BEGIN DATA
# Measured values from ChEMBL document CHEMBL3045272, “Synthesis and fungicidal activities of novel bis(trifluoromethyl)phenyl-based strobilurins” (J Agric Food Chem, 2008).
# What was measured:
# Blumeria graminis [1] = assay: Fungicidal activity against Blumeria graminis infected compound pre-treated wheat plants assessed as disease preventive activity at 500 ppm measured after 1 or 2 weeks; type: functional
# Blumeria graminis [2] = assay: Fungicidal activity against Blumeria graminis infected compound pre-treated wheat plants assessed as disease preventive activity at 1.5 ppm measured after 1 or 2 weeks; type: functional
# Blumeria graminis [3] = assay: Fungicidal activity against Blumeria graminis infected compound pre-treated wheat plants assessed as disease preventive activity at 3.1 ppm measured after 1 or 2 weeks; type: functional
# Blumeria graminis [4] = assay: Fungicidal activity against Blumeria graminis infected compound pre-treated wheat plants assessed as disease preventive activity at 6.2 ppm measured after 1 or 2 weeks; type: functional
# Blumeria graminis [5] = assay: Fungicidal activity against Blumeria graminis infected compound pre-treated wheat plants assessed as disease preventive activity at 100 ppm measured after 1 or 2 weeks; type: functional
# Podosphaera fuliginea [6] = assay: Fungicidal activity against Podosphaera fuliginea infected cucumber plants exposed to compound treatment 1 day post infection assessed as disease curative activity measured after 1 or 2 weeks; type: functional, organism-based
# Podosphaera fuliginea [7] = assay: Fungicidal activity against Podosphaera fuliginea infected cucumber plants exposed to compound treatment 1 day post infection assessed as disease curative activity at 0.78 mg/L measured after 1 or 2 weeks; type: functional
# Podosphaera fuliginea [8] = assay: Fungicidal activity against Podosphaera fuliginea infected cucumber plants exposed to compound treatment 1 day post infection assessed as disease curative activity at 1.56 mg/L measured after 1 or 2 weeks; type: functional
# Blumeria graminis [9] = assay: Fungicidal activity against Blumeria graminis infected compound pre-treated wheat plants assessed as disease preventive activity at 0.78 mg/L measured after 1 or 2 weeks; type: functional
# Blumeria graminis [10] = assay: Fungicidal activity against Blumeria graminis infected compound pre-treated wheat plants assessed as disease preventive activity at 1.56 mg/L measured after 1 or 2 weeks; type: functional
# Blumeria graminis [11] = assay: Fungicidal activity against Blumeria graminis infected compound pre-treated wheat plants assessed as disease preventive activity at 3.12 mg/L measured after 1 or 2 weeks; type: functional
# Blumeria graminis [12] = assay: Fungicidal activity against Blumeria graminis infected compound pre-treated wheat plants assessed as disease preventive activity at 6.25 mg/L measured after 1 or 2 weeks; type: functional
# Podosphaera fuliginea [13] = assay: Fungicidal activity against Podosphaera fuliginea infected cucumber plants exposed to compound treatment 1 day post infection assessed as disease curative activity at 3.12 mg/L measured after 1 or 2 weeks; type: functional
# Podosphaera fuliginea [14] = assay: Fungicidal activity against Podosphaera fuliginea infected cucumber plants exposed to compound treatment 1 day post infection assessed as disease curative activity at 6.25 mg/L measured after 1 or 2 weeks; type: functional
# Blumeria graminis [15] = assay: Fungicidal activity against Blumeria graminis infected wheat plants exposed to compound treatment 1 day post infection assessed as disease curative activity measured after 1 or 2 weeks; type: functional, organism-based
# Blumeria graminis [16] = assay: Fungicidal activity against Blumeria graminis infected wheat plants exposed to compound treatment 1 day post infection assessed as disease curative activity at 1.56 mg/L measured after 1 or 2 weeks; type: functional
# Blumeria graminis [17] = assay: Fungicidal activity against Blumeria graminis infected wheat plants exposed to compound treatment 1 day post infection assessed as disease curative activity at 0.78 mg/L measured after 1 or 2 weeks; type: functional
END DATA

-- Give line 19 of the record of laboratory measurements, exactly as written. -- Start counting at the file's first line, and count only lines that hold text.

# Blumeria graminis [17] = assay: Fungicidal activity against Blumeria graminis infected wheat plants exposed to compound treatment 1 day post infection assessed as disease curative activity at 0.78 mg/L measured after 1 or 2 weeks; type: functional